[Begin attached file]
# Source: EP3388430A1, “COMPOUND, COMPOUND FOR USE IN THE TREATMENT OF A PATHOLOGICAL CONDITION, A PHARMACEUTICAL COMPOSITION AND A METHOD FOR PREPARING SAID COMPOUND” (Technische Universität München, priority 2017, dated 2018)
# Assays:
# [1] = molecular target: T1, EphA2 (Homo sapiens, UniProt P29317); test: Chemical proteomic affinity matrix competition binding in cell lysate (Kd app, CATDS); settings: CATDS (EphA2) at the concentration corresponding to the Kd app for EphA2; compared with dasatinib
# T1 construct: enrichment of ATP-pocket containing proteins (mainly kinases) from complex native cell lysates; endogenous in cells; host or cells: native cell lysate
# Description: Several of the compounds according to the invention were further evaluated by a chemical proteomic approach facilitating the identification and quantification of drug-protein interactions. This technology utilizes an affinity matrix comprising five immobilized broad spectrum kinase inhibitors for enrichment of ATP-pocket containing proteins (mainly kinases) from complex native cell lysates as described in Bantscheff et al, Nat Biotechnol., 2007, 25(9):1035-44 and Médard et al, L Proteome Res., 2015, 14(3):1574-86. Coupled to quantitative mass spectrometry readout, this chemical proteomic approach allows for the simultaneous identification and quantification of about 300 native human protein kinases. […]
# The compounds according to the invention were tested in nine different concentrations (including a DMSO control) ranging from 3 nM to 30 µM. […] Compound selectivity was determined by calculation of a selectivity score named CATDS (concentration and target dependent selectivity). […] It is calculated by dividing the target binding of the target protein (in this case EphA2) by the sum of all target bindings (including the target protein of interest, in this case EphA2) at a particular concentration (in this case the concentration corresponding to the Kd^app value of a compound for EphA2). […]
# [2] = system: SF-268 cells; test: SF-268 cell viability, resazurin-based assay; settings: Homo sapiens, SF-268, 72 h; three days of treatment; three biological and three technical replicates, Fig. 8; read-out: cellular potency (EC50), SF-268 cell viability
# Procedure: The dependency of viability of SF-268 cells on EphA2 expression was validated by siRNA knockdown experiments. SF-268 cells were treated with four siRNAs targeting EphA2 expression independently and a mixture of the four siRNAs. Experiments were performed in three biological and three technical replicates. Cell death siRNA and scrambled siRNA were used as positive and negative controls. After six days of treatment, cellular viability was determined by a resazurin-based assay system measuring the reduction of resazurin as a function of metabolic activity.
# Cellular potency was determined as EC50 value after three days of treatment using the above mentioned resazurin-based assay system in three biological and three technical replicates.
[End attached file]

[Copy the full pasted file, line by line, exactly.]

# Source: EP3388430A1, “COMPOUND, COMPOUND FOR USE IN THE TREATMENT OF A PATHOLOGICAL CONDITION, A PHARMACEUTICAL COMPOSITION AND A METHOD FOR PREPARING SAID COMPOUND” (Technische Universität München, priority 2017, dated 2018)
# Assays:
# [1] = molecular target: T1, EphA2 (Homo sapiens, UniProt P29317); test: Chemical proteomic affinity matrix competition binding in cell lysate (Kd app, CATDS); settings: CATDS (EphA2) at the concentration corresponding to the Kd app for EphA2; compared with dasatinib
# T1 construct: enrichment of ATP-pocket containing proteins (mainly kinases) from complex native cell lysates; endogenous in cells; host or cells: native cell lysate
# Description: Several of the compounds according to the invention were further evaluated by a chemical proteomic approach facilitating the identification and quantification of drug-protein interactions. This technology utilizes an affinity matrix comprising five immobilized broad spectrum kinase inhibitors for enrichment of ATP-pocket containing proteins (mainly kinases) from complex native cell lysates as described in Bantscheff et al, Nat Biotechnol., 2007, 25(9):1035-44 and Médard et al, L Proteome Res., 2015, 14(3):1574-86. Coupled to quantitative mass spectrometry readout, this chemical proteomic approach allows for the simultaneous identification and quantification of about 300 native human protein kinases. […]
# The compounds according to the invention were tested in nine different concentrations (including a DMSO control) ranging from 3 nM to 30 µM. […] Compound selectivity was determined by calculation of a selectivity score named CATDS (concentration and target dependent selectivity). […] It is calculated by dividing the target binding of the target protein (in this case EphA2) by the sum of all target bindings (including the target protein of interest, in this case EphA2) at a particular concentration (in this case the concentration corresponding to the Kd^app value of a compound for EphA2). […]
# [2] = system: SF-268 cells; test: SF-268 cell viability, resazurin-based assay; settings: Homo sapiens, SF-268, 72 h; three days of treatment; three biological and three technical replicates, Fig. 8; read-out: cellular potency (EC50), SF-268 cell viability
# Procedure: The dependency of viability of SF-268 cells on EphA2 expression was validated by siRNA knockdown experiments. SF-268 cells were treated with four siRNAs targeting EphA2 expression independently and a mixture of the four siRNAs. Experiments were performed in three biological and three technical replicates. Cell death siRNA and scrambled siRNA were used as positive and negative controls. After six days of treatment, cellular viability was determined by a resazurin-based assay system measuring the reduction of resazurin as a function of metabolic activity.
# Cellular potency was determined as EC50 value after three days of treatment using the above mentioned resazurin-based assay system in three biological and three technical replicates.